Rosenn, Forman and Garth, Circuit Judges.
This is an appeal by the United States from a judgment of the United States District Court for the District of New Jersey granting the plaintiff, the Estate of John J. Connelly, Sr., a refund of $3,200.00, plus statutory interest, for federal estate tax paid under protest. The matter was submitted as though on cross-motions for summary judgment, on stipulated facts. The District Court concluded that the Commissioner erroneously included in decedent's gross estate the proceeds of a policy of group term life insurance. We affirm. The decedent did not possess any of the incidents of ownership of this insurance policy at the time of his death so as to require inclusion of the proceeds in the decedent's gross estate pursuant to Section 2042 of the Internal Revenue Code of 1954.
At the time of his death, on November 16, 1964, John J. Connelly, Sr. was covered by a non-contributory group term life insurance policy for which his employer paid.*fn1 The terms of the policy provided for the payment of a lump sum of $375.00 immediately upon the employee's death plus a monthly annuity of $248.44 for a period of 50 months.*fn2 The beneficiaries of the policy were irrevocably fixed and were of three classes. Benefit payments went to the surviving spouse of the employee, if living at the time of his death, until they were exhausted or until her death. If there were no surviving spouse, or if a surviving spouse died before receiving all the payments, the payments were made to the next of the classes,*fn3 who, like the spouse, would receive them until their exhaustion or the death of the beneficiary. Because payments terminated if no eligible beneficiaries lived to receive them, there was no assurance that the insurer would make any or all of the payments, and in no event would the payments ever be made to the estate of the insured.
At the time of his death, Connelly was a widower. The only member of the class of beneficiaries next entitled to the proceeds in the absence of a surviving spouse was his son, Robert. Thus, the lump sum payment and monthly annuities accrued to Robert.
The only substantive power Connelly possessed over the proceeds of the policy, at the time of his death, was to elect an optional mode of payment to the beneficiary.*fn4 However, such an election would have required the mutual agreement of Connelly, his employer and the insurance company.*fn5 This option would reduce the monthly payments by a selected percentage and increase the period of time over which the payments would be made. For example, he could arrange to have the monthly payments reduced by one-half and paid for twice as long. Regardless of which settlement option was utilized, the total amount paid to the beneficiary would remain the same. In the event that Connelly elected a settlement option as described and the beneficiary died before the payments were exhausted, the estate of the beneficiary would receive the difference between the amount actually received and the amount which would have been paid during the same period at the higher rate of payment had the option not been elected. Therefore, Connelly could not alter the amount that any beneficiary would receive; he possessed only the power to change the time at which the proceeds would be received. This constituted Connelly's entire power over the proceeds of the policy, which in no way could be exercised for his own economic benefit.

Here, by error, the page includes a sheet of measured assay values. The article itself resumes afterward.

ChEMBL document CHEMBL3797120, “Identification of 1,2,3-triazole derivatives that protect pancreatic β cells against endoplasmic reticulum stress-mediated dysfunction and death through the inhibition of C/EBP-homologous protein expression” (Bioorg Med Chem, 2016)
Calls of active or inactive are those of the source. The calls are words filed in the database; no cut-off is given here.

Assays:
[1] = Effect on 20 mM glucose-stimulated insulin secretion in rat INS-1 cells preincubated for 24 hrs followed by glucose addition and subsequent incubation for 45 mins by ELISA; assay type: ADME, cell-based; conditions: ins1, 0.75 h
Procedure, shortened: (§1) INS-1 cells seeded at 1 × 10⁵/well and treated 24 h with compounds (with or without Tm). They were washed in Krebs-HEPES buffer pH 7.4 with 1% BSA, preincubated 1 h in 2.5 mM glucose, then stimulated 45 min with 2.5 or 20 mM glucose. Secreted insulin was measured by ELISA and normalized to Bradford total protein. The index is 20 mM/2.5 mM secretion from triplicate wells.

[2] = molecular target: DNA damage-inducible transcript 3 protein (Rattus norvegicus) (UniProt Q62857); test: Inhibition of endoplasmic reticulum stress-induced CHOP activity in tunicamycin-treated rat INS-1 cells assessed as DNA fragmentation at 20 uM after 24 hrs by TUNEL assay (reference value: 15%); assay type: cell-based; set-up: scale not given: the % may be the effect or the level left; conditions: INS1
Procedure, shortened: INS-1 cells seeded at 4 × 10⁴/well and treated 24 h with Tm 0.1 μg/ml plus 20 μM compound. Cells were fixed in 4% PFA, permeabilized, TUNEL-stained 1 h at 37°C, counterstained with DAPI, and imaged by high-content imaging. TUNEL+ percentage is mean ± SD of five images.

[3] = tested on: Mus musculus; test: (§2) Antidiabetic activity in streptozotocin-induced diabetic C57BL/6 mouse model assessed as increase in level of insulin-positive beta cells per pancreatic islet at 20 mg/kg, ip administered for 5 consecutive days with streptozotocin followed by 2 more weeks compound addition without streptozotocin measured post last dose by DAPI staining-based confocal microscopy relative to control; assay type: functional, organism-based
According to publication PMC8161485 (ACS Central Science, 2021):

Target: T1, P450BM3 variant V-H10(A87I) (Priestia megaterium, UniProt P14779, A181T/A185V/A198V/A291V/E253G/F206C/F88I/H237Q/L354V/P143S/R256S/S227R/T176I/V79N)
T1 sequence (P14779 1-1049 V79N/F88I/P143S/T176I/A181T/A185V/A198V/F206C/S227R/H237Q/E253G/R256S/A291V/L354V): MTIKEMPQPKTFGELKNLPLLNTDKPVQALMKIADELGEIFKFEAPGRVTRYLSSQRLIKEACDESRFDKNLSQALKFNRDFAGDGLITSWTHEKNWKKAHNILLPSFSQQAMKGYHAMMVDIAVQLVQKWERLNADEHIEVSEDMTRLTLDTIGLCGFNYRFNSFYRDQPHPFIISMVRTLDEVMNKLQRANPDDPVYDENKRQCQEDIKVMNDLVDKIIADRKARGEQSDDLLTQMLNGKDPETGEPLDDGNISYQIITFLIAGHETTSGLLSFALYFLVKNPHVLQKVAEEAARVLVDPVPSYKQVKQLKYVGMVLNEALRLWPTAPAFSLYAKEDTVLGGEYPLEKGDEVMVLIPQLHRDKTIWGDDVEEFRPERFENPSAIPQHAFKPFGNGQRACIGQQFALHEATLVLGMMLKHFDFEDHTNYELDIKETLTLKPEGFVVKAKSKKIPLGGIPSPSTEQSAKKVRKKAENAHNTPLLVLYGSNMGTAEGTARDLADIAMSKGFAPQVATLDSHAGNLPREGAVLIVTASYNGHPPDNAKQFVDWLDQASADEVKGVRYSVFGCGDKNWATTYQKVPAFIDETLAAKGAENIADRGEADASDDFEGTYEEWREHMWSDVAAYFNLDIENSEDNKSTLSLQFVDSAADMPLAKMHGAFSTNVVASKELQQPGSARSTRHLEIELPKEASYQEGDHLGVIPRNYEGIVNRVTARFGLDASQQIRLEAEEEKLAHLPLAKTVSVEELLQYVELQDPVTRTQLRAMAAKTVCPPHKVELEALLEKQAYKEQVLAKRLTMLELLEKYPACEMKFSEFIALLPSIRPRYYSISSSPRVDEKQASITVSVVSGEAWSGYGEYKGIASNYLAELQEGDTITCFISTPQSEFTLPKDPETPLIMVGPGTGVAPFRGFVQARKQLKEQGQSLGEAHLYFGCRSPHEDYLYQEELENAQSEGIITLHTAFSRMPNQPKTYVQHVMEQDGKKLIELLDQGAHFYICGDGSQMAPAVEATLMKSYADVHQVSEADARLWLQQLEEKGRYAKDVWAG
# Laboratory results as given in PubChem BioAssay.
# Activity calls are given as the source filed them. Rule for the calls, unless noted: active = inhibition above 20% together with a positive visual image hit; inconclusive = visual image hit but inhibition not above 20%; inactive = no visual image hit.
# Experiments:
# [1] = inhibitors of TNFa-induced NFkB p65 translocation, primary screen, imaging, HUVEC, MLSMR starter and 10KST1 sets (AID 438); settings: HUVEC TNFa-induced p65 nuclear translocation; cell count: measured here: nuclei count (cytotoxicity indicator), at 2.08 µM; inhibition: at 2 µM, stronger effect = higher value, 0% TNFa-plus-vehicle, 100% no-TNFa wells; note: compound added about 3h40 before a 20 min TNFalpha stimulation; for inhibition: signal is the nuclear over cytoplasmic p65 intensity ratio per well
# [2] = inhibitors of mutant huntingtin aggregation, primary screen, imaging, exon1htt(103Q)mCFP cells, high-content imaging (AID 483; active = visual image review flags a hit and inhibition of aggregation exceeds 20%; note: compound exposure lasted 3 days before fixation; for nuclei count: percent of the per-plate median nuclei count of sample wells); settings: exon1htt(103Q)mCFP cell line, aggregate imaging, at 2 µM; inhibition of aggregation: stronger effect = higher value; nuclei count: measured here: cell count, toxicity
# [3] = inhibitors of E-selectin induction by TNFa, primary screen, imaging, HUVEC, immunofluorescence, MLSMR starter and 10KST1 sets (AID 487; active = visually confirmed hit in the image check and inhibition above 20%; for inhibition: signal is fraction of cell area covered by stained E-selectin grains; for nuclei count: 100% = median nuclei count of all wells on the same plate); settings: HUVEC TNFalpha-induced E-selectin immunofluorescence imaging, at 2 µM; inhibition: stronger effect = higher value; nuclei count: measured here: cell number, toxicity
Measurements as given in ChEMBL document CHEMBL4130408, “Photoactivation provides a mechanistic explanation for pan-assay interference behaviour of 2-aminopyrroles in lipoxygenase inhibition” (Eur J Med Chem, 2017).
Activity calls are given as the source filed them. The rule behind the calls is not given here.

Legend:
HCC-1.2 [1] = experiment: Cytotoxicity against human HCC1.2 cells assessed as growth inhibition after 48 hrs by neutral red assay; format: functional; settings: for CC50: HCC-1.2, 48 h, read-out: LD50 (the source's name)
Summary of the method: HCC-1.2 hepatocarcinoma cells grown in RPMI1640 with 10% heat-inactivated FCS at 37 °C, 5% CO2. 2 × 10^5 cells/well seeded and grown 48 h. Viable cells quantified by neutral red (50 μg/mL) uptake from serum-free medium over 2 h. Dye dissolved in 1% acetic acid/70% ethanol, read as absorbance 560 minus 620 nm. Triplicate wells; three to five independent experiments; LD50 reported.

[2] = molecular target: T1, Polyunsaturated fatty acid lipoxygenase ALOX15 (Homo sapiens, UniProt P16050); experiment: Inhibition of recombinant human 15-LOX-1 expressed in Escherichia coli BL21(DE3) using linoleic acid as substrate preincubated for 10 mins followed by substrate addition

Section 2042(2) of the Internal Revenue Code of 1954 provides that the proceeds from life insurance receivable by any beneficiary other than his executor are includable in the decedent's gross estate, if immediately prior to his death he possessed any incident of ownership, exercisable either alone or in conjunction with any other person.*fn6 Incidents of ownership are not defined by the Code, but Treasury Regulation section 2042-1(c)(2) repeats almost verbatim*fn7 the legislative history of section 2042,*fn8 and provides:
"For purposes of this paragraph, the term 'incidents of ownership ' is not limited in its meaning to ownership of the policy in the technical legal sense. Generally speaking, the term has reference to the right of the insured or his estate to the economic benefits of the policy. Thus, it includes the power to change the beneficiary, to surrender or cancel the policy, to assign the policy, to revoke an assignment, to pledge the policy for a loan, or to obtain from the insurer a loan against the surrender value of the policy, etc. . . . "
Appellant contends that decedent's power to elect optional modes of settlement exercisable in conjunction with his employer and the insurer, and the right to assign this power, constituted incidents of ownership. We do not agree.
In 1937 the Board of Tax Appeals was confronted with this precise argument in Billings v. Commissioner, 35 B.T.A. 1147 (1937), acq. 1937-2 Cum. Bull. 3. Billings involved a large number of life insurance policies, three of which gave the decedent much wider options as to the modes of settlement than those involved here. The Board of Tax Appeals held that "the mere right to say when the proceeds of the insurance policies should be paid to the beneficiary does not amount to a control of ...